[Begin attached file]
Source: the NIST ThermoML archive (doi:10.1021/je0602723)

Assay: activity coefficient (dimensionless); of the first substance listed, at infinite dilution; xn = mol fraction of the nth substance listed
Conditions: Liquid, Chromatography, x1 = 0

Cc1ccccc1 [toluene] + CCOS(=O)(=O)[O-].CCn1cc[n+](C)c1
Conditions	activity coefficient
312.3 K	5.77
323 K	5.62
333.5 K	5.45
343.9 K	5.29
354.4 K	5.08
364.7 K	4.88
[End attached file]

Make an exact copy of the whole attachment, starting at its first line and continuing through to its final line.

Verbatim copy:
Source: the NIST ThermoML archive (doi:10.1021/je0602723)

Assay: activity coefficient (dimensionless); of the first substance listed, at infinite dilution; xn = mol fraction of the nth substance listed
Conditions: Liquid, Chromatography, x1 = 0

Cc1ccccc1 [toluene] + CCOS(=O)(=O)[O-].CCn1cc[n+](C)c1
Conditions	activity coefficient
312.3 K	5.77
323 K	5.62
333.5 K	5.45
343.9 K	5.29
354.4 K	5.08
364.7 K	4.88